I hate to end the first week of this series on a negative note, but I am wrestling with a problem. The problem is some articles I’ve read lately on this week before the Southern Baptist Convention convenes in St Louis regarding the decrease in baptisms, attendance, and overall involvement in the convention. The SBC is the largest Protestant denomination in the United States, and has made its mark as the leader in that category. But for the past eight years, according to the ACP (Annual Church Profile), our attendance has shrunk, our baptisms have markedly declined, and even though we are adding more churches we are losing churches at an alarming rate.
These numbers presented at a board meeting for any business would be a cause of alarm, if not grief. It would necessitate a wholesale re-evaluation of strategy and maybe an elimination of positions or branches. It would mean these numbers would not be lightly painted over.
They would be addressed seriously.
But for our beloved convention, none of those things will happen. We believe that doing the things as we’ve always done… only doing them harder… will bring us out of the death spiral we have entered.
The convention’s story is a warning sign for churches that enter into a period where
(1) attendance is declining; (2) baptisms are decreasing and (3) signs of life are difficult, if not impossible to find. Are we going to continue doing the same things… only harder… expecting the outcome to radically alter? Or are we going to say, “It’s time for a change of approach and strategy?” This is, in real time, a leadership crisis.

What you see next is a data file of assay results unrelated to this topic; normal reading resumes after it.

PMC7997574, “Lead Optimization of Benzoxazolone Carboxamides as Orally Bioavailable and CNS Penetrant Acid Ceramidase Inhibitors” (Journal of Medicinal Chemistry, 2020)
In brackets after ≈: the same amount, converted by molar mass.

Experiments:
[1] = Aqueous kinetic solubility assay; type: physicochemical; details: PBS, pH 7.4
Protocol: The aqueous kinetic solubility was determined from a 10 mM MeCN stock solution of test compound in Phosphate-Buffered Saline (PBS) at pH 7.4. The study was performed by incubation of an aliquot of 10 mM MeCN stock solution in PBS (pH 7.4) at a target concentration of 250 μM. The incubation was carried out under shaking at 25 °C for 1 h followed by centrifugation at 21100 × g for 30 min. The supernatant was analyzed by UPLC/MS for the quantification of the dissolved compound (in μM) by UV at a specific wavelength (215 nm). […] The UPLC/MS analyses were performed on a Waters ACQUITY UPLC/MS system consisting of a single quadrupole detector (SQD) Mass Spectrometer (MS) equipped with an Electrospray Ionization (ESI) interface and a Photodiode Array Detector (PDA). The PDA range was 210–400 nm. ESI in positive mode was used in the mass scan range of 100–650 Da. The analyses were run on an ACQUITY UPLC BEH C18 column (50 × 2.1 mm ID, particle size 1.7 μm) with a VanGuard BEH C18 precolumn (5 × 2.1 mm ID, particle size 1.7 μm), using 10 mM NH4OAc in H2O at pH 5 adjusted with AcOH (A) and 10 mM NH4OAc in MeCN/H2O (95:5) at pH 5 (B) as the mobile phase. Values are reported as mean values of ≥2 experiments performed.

Ancient Jerusalem found itself in a similar state. The walls of Jerusalem had fallen. Though a brief attempt had been made to rebuild, it was unsuccessful under governor Zerubbabel and the priest Ezra. But they had to be built again. Better. Stronger. Soon. They needed a leader.
And so God sent Nehemiah to do what had not been done… to rebuild the walls. To restore the glory of Jerusalem. To lead from reproach to respect. To lead a disorganized group, outmanned, out-supplied… to victory. To do something so God received the glory. A man for the hour was needed… and so God raised up the unlikely; the unknown; even the unprepared… to do what needed to be done.
Nehemiah heard the call. And so he trusted God with it all… and he said yes.
FOR MEMORIZATION: And so it was, when I heard these word, that I sat down and wept and mourned for many days; I was fasting and praying before the God of Heaven. Nehemiah 1:4
FOR REFLECTION: Before action is taken to change a situation, God has to break a heart. We will do more, pray more, give more and sacrifice more if our hearts are sensitized to a situation. If we can read about a circumstance and it doesn’t move our heart in some way, we will seldom move toward addressing it. Let me ask you to assess again: What breaks your heart? Your calling is likely there.